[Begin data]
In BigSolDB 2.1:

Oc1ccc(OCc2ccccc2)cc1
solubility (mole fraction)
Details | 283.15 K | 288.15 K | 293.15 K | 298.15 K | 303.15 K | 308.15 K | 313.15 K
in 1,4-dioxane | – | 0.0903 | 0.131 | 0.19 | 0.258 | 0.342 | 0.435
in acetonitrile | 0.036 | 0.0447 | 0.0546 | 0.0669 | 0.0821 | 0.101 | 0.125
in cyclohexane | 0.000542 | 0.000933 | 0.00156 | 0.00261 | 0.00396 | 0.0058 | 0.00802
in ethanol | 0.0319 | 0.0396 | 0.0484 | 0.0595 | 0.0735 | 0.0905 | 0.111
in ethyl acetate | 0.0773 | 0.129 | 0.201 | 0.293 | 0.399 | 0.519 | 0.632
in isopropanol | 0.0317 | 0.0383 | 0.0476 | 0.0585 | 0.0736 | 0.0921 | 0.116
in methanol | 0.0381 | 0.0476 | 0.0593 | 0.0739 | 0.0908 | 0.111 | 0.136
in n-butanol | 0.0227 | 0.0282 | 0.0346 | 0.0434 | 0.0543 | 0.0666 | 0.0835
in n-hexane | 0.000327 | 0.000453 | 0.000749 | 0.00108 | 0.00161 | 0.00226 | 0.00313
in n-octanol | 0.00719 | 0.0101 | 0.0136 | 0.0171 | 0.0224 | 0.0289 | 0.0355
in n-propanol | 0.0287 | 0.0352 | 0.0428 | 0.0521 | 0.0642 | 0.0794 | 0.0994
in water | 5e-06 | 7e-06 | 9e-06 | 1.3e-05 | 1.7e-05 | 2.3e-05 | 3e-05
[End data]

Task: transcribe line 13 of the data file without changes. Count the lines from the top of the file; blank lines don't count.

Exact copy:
in n-hexane | 0.000327 | 0.000453 | 0.000749 | 0.00108 | 0.00161 | 0.00226 | 0.00313